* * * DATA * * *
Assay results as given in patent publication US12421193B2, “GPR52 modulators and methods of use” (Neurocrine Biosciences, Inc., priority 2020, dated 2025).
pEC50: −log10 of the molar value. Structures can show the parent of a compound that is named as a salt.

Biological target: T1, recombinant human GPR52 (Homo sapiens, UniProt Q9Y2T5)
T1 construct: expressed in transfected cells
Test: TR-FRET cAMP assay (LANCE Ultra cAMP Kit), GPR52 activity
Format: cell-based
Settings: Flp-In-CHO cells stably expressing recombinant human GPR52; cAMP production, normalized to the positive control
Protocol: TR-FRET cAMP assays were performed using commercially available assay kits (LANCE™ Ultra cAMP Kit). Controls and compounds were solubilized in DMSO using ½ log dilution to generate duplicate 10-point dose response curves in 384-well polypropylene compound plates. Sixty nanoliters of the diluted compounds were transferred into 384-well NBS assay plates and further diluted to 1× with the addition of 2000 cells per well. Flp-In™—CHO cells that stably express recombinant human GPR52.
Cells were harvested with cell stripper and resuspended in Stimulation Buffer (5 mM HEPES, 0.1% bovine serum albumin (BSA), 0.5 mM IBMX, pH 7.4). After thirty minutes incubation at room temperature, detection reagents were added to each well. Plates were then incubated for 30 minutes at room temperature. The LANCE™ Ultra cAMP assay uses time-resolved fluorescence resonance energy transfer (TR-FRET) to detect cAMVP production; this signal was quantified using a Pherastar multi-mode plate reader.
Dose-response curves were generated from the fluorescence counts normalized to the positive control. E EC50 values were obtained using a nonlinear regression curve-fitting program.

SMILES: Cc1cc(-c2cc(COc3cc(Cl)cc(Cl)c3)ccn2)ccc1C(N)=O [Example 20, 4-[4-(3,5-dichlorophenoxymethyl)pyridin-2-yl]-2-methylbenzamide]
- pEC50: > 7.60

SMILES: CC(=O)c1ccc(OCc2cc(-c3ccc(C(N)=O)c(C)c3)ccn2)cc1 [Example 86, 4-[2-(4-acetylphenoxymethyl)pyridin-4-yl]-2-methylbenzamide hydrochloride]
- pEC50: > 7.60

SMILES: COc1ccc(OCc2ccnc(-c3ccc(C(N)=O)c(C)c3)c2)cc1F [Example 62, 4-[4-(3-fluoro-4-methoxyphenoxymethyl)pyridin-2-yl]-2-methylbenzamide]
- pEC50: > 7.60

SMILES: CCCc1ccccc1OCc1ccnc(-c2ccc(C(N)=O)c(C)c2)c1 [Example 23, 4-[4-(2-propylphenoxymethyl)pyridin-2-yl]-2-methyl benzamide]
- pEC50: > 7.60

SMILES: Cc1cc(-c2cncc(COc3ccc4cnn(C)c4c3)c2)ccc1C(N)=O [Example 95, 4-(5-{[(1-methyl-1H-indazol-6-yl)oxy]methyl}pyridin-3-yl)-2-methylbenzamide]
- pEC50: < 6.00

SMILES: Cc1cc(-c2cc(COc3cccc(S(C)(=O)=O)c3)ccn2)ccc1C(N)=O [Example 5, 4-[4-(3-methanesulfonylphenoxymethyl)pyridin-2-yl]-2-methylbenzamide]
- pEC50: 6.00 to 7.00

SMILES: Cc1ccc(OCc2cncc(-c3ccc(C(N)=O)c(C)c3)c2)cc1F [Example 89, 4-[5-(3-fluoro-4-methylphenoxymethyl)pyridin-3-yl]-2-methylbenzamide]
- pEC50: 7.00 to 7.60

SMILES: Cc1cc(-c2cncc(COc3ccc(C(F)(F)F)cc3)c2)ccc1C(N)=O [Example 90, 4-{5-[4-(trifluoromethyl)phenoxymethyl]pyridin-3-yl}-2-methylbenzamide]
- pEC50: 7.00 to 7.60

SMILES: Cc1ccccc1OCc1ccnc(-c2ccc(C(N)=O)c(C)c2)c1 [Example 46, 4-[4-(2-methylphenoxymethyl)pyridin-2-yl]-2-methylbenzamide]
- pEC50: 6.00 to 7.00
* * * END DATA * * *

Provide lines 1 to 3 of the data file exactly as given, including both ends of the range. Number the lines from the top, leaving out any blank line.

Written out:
Assay results as given in patent publication US12421193B2, “GPR52 modulators and methods of use” (Neurocrine Biosciences, Inc., priority 2020, dated 2025).
pEC50: −log10 of the molar value. Structures can show the parent of a compound that is named as a salt.

Biological target: T1, recombinant human GPR52 (Homo sapiens, UniProt Q9Y2T5)